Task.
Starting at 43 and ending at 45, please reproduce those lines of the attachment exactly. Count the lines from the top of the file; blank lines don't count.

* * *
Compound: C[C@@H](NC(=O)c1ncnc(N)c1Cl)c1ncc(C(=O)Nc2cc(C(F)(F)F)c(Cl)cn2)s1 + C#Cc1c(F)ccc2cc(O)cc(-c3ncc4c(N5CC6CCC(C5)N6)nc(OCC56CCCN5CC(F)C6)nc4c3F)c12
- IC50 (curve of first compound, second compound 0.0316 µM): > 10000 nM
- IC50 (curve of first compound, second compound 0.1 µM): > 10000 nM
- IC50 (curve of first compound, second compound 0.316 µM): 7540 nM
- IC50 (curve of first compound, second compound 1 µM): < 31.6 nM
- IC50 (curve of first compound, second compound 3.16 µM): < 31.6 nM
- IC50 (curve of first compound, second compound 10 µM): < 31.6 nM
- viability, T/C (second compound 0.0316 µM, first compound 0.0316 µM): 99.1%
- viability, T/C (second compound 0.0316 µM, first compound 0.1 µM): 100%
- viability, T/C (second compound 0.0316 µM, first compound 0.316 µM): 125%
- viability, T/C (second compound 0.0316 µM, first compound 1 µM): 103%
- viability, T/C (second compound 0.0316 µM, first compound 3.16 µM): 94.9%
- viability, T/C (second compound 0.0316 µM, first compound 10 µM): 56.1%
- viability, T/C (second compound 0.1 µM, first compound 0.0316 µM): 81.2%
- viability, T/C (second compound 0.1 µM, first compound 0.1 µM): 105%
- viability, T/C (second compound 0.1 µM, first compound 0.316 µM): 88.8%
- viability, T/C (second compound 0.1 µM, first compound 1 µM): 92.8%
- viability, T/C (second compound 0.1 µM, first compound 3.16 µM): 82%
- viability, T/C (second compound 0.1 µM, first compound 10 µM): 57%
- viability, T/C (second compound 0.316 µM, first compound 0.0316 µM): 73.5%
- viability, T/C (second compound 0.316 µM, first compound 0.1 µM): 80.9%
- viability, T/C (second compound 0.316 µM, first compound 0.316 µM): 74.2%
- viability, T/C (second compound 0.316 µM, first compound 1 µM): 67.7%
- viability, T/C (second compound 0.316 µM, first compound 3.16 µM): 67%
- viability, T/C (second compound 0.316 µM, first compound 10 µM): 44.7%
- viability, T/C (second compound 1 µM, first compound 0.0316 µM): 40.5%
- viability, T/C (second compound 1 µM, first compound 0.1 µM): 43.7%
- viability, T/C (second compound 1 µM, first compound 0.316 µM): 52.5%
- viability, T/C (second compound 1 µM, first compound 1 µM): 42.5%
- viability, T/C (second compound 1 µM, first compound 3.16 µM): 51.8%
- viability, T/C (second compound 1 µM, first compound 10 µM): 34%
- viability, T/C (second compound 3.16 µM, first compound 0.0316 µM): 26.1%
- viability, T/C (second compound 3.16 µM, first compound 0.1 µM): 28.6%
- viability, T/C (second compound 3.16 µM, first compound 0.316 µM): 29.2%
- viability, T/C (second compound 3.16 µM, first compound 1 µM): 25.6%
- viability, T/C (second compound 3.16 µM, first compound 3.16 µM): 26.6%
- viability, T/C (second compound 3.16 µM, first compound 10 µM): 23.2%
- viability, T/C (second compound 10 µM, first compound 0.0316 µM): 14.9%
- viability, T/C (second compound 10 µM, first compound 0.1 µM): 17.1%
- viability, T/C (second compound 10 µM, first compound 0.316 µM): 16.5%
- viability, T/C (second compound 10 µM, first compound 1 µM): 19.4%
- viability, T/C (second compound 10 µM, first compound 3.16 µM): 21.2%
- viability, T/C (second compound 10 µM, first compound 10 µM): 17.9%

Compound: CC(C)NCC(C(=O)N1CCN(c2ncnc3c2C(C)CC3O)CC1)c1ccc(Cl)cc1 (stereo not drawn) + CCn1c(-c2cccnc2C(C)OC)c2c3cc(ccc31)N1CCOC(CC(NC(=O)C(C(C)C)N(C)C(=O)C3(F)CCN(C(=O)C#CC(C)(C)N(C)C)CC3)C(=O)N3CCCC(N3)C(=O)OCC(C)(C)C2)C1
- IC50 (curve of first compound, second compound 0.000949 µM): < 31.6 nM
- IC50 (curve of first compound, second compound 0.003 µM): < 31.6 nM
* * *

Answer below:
- viability, T/C (second compound 10 µM, first compound 10 µM): 17.9%

Compound: CC(C)NCC(C(=O)N1CCN(c2ncnc3c2C(C)CC3O)CC1)c1ccc(Cl)cc1 (stereo not drawn) + CCn1c(-c2cccnc2C(C)OC)c2c3cc(ccc31)N1CCOC(CC(NC(=O)C(C(C)C)N(C)C(=O)C3(F)CCN(C(=O)C#CC(C)(C)N(C)C)CC3)C(=O)N3CCCC(N3)C(=O)OCC(C)(C)C2)C1
- IC50 (curve of first compound, second compound 0.000949 µM): < 31.6 nM